At the time, the early 1970s, German Shepherds were enjoying something akin to fashionableness in America; they were in vogue. I remember enjoying a series of British “young adult” story books about German Shepherds who worked as police dogs. (The author annoyingly referred to them as “Alsatians,” but any kid who had a Mooshka at home could see from the illustrations that he meant “German Shepherds.”) I was proud that the brave breed that brought justice and peace to the world was somehow connected to sleepy suburban Wisconsin, where police dogs were needed about as much as deadbolt locks and armed security guards. Sure, Mooshka preferred chasing squirrels to cornering bad guys, but still.
There was a Saturday morning kids show on the television called Run, Joe, Run!, a sort of canine version of The Fugitive, in which the hero, the eponymous German Shepherd, had to elude an Inspector Javert-type nemesis, a mean old man who blamed lovable Joe for the mean old man’s gimpy leg. Or something like that. Each week Joe would arrive in a town, perform various acts of heroism, profoundly touch myriad lives, and — just when some grateful little boy was adopting Joe as the bestest friend he ever had û the peripatetic Joe would be forced once more to hit the road, his evil pursuer sure to follow.
I came to understand the plot conceit of Run, Joe, Run! as a tidy allegory for the relationship between a boy and his dog. The dog quickly proves his sublime wonderfulness; you immediately fall in love with him; he must eventually go.
Mooshka was epileptic, and eventually the pills our family stuffed down his throat no longer controlled his seizures, the onset of which I came to associate with the horrible sound of his claws maniacally scraping against the hardwood floors, vainly searching for balance and comfort. He would “awake” from these episodes with foam around his black lips and a glazed, uncomprehending look in his brown eyes. I wanted to so badly to somehow make him understand that he was still my good boy, my protector, my friend. But no amount of childhood adoration could cure my beautiful German Shepherd. One day, when my dad was away on business, Mooshka’s seizures occurred only minutes apart, putting him a nearly constant state of agony.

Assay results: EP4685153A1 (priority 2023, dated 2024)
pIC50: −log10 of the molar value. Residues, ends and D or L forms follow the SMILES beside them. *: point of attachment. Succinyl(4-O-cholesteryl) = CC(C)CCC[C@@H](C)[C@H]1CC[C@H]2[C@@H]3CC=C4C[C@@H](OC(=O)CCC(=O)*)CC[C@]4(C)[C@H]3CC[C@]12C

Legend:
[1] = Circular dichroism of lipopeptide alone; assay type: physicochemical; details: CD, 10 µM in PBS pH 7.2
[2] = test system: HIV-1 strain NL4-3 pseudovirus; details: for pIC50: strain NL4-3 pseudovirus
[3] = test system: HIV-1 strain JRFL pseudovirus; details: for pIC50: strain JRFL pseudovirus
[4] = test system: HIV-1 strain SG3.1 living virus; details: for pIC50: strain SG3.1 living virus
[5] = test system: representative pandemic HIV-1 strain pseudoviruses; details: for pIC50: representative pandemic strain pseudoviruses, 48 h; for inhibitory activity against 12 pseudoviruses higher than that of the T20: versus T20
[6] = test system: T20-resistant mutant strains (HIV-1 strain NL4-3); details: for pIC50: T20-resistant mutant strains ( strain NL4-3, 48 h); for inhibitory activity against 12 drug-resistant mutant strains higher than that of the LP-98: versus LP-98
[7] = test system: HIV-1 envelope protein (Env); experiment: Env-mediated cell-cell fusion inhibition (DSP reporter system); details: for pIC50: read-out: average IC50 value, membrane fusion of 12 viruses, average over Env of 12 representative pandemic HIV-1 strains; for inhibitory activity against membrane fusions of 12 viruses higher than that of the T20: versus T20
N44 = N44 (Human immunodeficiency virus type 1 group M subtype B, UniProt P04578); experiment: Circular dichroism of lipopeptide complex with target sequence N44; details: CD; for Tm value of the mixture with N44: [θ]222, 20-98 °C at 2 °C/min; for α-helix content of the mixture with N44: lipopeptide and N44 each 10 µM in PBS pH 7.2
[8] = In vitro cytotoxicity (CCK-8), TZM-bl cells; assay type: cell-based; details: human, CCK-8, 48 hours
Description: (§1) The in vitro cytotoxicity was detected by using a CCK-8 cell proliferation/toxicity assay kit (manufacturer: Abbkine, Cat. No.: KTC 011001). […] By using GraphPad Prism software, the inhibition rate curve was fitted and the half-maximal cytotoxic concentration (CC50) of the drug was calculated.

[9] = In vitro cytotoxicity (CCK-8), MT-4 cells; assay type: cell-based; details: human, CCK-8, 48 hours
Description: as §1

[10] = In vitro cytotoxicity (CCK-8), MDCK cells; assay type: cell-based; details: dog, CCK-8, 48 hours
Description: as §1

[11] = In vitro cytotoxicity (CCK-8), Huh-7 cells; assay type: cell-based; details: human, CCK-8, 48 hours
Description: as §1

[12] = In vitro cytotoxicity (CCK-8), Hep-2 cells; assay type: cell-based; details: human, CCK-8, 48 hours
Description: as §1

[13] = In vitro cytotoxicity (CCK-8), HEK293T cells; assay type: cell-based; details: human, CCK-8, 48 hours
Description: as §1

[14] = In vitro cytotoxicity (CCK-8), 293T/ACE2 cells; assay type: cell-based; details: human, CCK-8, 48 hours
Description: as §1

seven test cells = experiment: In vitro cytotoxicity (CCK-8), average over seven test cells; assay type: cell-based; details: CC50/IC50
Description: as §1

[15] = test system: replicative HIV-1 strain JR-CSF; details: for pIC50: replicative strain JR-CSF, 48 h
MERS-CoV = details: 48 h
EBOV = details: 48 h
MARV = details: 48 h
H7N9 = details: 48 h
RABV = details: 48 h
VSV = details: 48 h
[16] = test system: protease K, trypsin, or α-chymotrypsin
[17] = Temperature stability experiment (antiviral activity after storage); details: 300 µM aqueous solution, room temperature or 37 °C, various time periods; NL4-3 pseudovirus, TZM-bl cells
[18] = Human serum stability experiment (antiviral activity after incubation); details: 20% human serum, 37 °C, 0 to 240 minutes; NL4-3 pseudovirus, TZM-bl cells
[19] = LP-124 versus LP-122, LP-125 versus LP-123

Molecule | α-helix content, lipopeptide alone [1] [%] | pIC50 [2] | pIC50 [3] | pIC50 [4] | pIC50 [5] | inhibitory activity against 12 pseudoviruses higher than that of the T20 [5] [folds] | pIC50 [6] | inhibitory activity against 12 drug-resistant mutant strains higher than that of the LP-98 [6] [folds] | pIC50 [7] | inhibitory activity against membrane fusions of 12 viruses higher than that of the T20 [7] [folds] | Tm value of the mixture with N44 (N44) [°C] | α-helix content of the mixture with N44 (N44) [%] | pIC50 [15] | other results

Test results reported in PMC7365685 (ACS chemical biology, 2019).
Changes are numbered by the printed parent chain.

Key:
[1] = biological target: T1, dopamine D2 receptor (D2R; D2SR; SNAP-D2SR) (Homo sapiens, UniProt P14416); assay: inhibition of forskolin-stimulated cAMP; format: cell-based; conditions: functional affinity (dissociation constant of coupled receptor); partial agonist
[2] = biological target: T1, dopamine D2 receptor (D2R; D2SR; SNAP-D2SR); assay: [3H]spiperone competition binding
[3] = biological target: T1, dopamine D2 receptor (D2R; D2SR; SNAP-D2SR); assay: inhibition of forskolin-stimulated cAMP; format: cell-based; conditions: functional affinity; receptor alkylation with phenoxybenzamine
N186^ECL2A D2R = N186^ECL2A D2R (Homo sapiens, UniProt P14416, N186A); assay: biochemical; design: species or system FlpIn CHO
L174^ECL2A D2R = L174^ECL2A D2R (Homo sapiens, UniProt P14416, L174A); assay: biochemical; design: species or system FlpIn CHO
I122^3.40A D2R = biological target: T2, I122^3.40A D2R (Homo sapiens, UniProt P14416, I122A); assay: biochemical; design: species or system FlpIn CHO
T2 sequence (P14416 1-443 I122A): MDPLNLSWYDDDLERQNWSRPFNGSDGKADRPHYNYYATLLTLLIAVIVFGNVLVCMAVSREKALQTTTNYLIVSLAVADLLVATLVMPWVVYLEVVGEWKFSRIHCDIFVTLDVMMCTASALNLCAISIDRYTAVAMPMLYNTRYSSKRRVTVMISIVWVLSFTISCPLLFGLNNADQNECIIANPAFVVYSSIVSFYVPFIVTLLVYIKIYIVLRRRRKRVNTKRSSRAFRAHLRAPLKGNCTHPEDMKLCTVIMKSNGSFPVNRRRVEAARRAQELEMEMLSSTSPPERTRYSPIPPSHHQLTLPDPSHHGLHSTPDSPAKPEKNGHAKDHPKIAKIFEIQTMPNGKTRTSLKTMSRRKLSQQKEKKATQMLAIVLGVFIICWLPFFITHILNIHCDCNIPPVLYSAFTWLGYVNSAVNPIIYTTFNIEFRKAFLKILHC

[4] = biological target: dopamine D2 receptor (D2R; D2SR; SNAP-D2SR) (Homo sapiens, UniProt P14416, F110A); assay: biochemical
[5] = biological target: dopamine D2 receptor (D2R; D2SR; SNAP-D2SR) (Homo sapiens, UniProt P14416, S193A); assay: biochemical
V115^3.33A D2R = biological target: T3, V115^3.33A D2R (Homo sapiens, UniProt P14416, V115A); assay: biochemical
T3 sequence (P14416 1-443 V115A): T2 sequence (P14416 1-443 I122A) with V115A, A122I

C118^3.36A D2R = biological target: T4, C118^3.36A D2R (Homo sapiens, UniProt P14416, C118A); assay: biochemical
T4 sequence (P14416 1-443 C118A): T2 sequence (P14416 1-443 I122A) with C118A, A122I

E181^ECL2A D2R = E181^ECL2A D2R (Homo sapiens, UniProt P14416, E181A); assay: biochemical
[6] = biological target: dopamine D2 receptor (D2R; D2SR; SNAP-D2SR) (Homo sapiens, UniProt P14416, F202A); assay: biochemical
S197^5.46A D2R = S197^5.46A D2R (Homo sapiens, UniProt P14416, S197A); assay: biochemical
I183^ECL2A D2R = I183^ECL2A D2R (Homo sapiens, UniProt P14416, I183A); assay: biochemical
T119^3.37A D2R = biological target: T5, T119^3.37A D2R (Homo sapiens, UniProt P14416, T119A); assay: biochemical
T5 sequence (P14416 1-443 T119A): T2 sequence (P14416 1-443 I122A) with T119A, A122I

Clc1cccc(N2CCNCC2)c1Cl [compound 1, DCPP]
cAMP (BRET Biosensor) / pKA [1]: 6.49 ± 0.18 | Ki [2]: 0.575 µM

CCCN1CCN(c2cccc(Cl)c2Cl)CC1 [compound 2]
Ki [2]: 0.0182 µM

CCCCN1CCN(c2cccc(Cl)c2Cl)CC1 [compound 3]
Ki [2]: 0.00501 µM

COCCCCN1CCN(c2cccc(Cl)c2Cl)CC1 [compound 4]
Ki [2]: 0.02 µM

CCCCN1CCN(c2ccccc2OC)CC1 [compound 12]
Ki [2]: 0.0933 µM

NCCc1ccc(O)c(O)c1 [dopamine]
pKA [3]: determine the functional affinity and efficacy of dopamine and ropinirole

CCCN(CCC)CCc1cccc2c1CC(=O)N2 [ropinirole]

He was five and I was maybe 11. My mom and I drove Mooshka to the vet. And it was on that day that I became a man far sooner than I had planned.
My mother was too devastated to leave the car, so, in my father’s absence, the awful deed was left to me. Even though the tears streamed down my face as I handed over my greatest pal to the vet, even though I was sure from the look in his eye that Mooshka was thankful I could bring him peace, even though the smells of antiseptic and the sounds of yelping filled my senses û I still spent the next few months utterly unconvinced that he was actually gone, as though I was in the grips of some sort of post-traumatic syndrome, a disbelieving fugue state. Previously, when Brutus and Sheba and Caesar and the other Brutus died, I was too young to fully comprehend the finality of the loss. Death was a theoretical concept.
Now I knew. I knew that no matter how much you loved a friend, a cherished member of the family, no matter how deeply you cared nor how passionately you expressed your devotion – and no matter how passionately they reciprocated – death would eventually take them away.
Which was why, I quickly learned, you had to love your dog (and everyone else you adored) with all your heart before it was time to say goodbye.